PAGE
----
Jean Joseph Francois Poujoulat, a French author, born at La Fare, Bouches-du-Rh6ne, Jan. 26,1808. He was educated at the college of Aix, went to Paris in 1826, and assisted M. Michaud in'preparing his Bibliotheque des croi-sades, and in 1830 accompanied him on a tour through the East, an account of which they published in their Correspondance d'Orient (7 vols., Paris, 1833-'5). He edited with Michaud the Nouvelle collection des memoires pour ser-vir d Vhistoire de France depuis le 13e siecle jusqu'd la fin du 18e (34 vols. 8vo, 1836-'8). He has written histories of France from 1814, of the French revolution, and of Jerusalem; lives of St. Augustine (whose complete works he translated), Pere Ravignan, Cardinal Maury, and Archbishop Sibour; travels in Algeria, etc. - His brother Baptistin- (1809-64) wrote histories of Constantinople, of the popes, and of Richard Cceur de Lion, travels in the East, and other works.
Jean Joseph Perraud, a French sculptor, born at Monay, department of Jura, in 1819. He was apprenticed to a wood carver, studied in Lyons and Paris, and won the grand prize in 1847, which entitled him to several years' residence in Rome, where he executed a bass relief entitled " Leavetaking." Among his subsequent works are statues of "The Childhood of Bacchus," " Ste. Genevieve," and " Galatea;" many works for public buildings, including a group of u The Day " for the avenue of the Observatory (1874), and of " The Lyrical Drama" for the new opera house opened in 1875, busts of Mozart and Beethoven for the theatre at Baden-Baden, etc. His masterpieces are the statues of a man struggling with destiny, which he called " Adam," of "Despair," and of a faun.
Jean Jouvenet, a French painter, born in Rouen about 1645, died in Paris, April 5, 1717. He belonged to a family of artists, became known in 1673 by his "Jesus curing the • Paralytic," and was professor and president of the academy of painting. In 1675 appeared his masterpiece, "Esther before Ahasuerus," comparing favorably with the works of Pous-sin and Lebrun. Several of his pictures are at Notre Dame and in the Louvre. His right hand being disabled shortly before his death, he painted with his left hand the "Magnificat" in the choir of Notre Dame.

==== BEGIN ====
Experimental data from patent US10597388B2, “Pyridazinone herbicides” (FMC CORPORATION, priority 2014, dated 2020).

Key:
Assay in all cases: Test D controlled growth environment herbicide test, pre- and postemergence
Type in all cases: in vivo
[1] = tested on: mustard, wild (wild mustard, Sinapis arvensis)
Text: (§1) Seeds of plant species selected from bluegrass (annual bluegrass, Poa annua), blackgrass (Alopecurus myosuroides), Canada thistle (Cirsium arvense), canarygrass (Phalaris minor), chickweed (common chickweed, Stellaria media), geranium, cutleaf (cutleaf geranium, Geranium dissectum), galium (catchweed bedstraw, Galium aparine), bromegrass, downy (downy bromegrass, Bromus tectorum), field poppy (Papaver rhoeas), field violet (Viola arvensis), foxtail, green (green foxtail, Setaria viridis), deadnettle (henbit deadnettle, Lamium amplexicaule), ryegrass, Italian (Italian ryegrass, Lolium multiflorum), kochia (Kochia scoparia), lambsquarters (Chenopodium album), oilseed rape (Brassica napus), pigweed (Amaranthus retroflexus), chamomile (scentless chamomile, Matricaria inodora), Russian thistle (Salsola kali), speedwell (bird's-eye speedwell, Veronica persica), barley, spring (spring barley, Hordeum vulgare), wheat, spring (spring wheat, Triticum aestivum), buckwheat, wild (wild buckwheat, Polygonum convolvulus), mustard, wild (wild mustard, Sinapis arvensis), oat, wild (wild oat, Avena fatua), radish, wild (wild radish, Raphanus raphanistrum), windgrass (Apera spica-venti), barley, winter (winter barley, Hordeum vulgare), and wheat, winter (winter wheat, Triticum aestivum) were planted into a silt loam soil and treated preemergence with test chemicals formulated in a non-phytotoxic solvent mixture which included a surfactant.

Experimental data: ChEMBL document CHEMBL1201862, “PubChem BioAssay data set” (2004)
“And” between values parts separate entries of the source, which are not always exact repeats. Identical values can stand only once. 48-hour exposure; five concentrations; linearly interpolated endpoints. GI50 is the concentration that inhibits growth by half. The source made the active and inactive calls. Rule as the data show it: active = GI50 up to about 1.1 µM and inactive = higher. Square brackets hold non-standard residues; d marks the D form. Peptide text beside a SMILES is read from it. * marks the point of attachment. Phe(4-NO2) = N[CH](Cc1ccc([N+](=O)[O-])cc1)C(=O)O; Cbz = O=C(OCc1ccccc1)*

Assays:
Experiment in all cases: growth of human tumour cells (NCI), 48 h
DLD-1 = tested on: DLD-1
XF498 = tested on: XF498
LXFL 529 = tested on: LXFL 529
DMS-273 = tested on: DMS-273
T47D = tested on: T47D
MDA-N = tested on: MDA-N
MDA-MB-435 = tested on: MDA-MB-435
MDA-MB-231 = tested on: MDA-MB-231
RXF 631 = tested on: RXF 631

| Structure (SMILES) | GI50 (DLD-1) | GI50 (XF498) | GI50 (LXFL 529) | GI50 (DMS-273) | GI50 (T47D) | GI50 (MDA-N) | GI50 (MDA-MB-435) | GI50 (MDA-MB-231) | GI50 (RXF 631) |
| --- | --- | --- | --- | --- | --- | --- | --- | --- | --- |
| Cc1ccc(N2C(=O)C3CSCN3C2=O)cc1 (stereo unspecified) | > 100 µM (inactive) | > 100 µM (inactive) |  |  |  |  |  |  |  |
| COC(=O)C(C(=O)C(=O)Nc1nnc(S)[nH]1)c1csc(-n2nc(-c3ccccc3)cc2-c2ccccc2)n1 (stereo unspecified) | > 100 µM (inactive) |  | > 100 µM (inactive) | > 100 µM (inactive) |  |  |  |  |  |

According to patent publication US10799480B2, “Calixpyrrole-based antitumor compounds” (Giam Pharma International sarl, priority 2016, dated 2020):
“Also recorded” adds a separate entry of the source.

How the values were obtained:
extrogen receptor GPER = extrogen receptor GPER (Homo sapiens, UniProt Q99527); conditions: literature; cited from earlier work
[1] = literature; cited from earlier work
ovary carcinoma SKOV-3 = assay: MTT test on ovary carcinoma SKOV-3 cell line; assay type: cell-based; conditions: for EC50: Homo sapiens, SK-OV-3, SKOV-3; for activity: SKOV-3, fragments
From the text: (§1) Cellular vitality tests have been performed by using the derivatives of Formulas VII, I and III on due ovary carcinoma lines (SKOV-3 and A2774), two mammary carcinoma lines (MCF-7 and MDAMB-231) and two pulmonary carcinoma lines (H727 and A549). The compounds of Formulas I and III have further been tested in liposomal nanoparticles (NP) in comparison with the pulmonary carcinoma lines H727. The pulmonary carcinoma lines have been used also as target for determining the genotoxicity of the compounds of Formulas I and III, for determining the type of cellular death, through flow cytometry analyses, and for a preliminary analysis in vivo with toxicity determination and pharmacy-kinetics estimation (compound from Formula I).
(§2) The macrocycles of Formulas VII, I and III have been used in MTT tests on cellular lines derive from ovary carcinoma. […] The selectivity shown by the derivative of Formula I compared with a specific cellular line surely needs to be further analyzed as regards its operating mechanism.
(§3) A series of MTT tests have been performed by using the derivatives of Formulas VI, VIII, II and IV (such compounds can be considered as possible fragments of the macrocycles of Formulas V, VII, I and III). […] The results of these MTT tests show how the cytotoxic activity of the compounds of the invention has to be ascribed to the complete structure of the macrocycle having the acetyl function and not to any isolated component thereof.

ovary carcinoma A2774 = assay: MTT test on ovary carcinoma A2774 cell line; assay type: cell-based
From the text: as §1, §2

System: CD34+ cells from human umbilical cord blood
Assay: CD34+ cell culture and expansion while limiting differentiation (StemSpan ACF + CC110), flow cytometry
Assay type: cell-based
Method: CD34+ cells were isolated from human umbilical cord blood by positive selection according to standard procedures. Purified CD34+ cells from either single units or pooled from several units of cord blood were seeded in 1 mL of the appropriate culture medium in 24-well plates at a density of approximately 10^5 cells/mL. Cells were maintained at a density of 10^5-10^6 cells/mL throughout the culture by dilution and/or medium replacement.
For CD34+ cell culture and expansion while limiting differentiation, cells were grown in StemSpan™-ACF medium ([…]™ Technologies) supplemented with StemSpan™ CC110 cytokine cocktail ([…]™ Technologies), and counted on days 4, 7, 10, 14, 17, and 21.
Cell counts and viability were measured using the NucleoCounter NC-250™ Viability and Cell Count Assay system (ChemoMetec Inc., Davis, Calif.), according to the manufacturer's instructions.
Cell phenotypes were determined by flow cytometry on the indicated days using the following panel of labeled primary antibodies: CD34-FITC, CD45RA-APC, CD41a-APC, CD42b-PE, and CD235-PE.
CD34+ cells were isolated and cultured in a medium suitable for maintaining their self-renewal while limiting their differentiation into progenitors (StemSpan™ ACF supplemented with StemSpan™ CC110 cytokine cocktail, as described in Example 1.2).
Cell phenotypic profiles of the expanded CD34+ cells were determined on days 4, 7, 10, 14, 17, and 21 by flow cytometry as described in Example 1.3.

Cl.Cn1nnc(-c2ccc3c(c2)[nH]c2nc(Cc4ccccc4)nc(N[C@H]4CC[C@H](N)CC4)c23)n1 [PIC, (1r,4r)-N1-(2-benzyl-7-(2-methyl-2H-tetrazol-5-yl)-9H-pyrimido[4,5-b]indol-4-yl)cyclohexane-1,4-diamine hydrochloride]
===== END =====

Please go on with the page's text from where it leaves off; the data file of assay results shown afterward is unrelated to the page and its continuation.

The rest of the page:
Jean Levesque De Burigny, a French author, born at Rheims in 1692, died in Paris, Oct. 8, 1785. In 1713 he removed to Paris, where, in conjunction with his two brothers, he engaged in the compilation of a manuscript encyclopaedia, which when completed formed 12 large folio volumes, whence he drew the materials for many of his subsequent publications. His treatise on the papal power (4 vols. 12mo) is not much esteemed; but his lives of Erasmus, Grotius, Bossuet, and Du Perron are valuable.
Jean Lonis Theodore Bachelet, a French cy-clopaedist and historian, born in 1820. He has been professor of history in various colleges, and finally in the lyceum of Rouen. In concert with Ch. Dezobry he edited a Dictionnaire de biographie et d'histoire (2 vols., 1857), and Dictionnaire general des lettres, des beaux arts et des sciences morales et politiques (2 vols., 1862-'3). Among his historical works are: La guerre de cent ans (1852), Mahomet et les Arabes (1853), and Les liommes illustres de France (Rouen, 18(37).